Ancient high-energy storm boulder deposits on Ko Samui, Thailand, and their significance for identifying coastal hazard risk

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Palaeogeography, Palaeoclimatology, Palaeoecology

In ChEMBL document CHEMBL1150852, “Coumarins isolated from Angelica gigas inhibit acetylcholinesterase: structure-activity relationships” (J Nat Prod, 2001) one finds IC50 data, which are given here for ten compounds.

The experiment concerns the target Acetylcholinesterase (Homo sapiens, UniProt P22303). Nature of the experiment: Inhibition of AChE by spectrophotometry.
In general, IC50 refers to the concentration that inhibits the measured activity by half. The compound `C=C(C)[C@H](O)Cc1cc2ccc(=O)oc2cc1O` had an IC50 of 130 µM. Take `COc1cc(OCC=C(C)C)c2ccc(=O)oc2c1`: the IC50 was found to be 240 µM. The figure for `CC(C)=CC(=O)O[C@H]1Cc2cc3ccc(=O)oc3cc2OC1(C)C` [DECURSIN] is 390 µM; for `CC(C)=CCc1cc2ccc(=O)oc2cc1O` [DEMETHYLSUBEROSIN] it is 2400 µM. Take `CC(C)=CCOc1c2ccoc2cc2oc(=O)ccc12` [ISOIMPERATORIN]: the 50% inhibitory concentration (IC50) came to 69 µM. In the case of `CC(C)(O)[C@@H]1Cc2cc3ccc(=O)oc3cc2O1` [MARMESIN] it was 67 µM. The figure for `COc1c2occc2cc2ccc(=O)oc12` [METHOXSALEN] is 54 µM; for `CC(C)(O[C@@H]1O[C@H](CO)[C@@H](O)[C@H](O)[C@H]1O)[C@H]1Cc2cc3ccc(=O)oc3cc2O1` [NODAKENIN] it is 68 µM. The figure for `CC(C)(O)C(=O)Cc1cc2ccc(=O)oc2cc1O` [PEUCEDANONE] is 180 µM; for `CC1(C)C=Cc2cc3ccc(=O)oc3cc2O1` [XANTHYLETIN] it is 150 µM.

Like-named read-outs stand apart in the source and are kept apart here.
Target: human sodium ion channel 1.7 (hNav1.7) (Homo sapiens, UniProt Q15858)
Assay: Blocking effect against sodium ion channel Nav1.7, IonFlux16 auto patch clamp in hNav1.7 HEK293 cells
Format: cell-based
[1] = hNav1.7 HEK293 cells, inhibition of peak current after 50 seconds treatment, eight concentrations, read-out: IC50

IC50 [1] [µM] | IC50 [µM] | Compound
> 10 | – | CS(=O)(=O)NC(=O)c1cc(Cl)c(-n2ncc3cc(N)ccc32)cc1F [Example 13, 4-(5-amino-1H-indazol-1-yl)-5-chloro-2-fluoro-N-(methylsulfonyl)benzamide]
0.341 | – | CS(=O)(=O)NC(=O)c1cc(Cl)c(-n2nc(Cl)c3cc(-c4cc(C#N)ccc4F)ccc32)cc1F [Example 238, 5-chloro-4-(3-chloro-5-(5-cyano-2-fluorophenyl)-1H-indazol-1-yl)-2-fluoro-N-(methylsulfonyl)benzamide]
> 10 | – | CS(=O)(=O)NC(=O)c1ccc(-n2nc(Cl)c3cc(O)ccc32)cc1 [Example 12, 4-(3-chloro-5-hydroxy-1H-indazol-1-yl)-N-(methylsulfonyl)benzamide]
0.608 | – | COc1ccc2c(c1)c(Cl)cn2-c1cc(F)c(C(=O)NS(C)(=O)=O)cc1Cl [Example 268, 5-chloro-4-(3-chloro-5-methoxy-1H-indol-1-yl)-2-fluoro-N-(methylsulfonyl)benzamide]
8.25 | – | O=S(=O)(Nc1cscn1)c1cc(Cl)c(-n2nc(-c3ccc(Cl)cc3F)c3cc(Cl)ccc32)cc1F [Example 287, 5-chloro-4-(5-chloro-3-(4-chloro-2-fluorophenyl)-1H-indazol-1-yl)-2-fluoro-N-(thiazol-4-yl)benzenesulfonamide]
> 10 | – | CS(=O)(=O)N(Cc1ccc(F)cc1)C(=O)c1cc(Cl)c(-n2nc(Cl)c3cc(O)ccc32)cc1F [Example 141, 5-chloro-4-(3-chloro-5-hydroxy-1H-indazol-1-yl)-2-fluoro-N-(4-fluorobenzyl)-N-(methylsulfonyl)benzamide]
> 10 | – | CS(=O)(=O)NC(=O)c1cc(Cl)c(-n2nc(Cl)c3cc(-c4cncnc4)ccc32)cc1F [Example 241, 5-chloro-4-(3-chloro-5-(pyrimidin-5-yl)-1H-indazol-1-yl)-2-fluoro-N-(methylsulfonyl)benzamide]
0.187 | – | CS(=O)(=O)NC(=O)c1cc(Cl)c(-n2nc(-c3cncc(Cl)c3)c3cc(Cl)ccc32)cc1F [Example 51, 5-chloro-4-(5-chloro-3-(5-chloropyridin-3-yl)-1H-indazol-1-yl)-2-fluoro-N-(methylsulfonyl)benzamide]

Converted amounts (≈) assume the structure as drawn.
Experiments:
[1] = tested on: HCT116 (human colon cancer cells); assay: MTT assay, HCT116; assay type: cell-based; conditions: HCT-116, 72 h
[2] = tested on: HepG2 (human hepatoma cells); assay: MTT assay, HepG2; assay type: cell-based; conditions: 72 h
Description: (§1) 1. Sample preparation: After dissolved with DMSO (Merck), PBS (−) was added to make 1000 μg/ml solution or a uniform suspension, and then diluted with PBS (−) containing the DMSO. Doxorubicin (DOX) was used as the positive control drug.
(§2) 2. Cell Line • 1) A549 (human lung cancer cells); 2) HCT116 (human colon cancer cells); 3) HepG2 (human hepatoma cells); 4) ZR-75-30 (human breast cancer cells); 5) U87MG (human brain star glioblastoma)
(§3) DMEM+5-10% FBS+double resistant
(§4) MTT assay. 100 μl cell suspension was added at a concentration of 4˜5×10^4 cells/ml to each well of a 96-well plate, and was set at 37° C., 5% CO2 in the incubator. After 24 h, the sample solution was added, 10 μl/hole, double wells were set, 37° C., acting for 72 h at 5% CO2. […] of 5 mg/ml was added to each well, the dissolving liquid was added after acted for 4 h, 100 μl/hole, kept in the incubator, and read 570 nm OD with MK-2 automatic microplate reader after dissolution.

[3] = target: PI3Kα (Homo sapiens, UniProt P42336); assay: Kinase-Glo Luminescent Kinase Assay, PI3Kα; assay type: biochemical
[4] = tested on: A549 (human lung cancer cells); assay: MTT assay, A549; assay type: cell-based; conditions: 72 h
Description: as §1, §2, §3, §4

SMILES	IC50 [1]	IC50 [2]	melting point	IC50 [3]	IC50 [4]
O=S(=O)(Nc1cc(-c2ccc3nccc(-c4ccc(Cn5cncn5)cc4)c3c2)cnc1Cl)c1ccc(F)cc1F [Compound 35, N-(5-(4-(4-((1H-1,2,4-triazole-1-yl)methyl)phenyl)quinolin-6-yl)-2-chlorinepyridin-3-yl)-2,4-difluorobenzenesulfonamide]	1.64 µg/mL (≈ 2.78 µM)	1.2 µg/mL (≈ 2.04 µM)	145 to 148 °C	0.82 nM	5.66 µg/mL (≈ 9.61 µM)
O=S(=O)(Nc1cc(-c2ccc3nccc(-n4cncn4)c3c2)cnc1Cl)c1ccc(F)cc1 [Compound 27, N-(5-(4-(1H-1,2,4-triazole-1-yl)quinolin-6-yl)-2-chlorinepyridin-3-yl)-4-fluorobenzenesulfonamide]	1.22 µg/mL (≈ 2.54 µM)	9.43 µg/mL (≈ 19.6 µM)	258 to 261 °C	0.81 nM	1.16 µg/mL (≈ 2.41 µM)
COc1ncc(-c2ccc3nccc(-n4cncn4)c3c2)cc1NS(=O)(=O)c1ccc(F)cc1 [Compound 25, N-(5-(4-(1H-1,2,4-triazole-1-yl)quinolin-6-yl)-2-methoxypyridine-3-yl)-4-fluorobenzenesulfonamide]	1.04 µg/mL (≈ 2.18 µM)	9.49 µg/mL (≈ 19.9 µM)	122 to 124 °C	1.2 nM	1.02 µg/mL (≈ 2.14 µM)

© 2016 Elsevier B.V. Coastal geomorphic processes associated with high-energy storm events are difficult to estimate over recent geological history, though their frequency and magnitude are important to assess in order to understand present-day coastal vulnerability. Studying ancient coastal boulder deposits can shed light on the previous physical conditions necessary for their deposition. In this study, we estimated the physical processes required to move reef-derived coral boulders on the east coast of Ko Samui, a rapidly developing tourist island off eastern peninsular Thailand. The position and dimensions of 97 coral boulders (weight: mean 2.9. t, max. 12.7. t; transport distance: max. 125. m) were measured at two sites and dated using uranium/thorium methods. Flow velocities of 2.3-8.6. m/s were required to transport the measured boulders, with individuals deposited up to 4.7. m above mean sea level. Age-dating suggests that events capable of the highest flow velocities occurred around AD 1600 and AD 1750. These were probably driven by tropical cyclones (typhoons). Boulder transport by events of similar magnitude has not been detected within the last 250. years. The non-occurrence of similar events in living memory has implications for hazard perceptions at this important tourist destination. However, there is also evidence of substantial Holocene sea-level changes in the Gulf of Thailand, as observed at nearby Ko Phaluai. This potentially offers a challenge for the interpretation of older boulders dating from the mid-Holocene, as sea level may have been more than 2. m higher than present. Thus, studies using coral boulders as a proxy for past storm-wave conditions must consider the broader sea-level history, and are probably best limited to the period post-2000. BP in the Gulf of Thailand.

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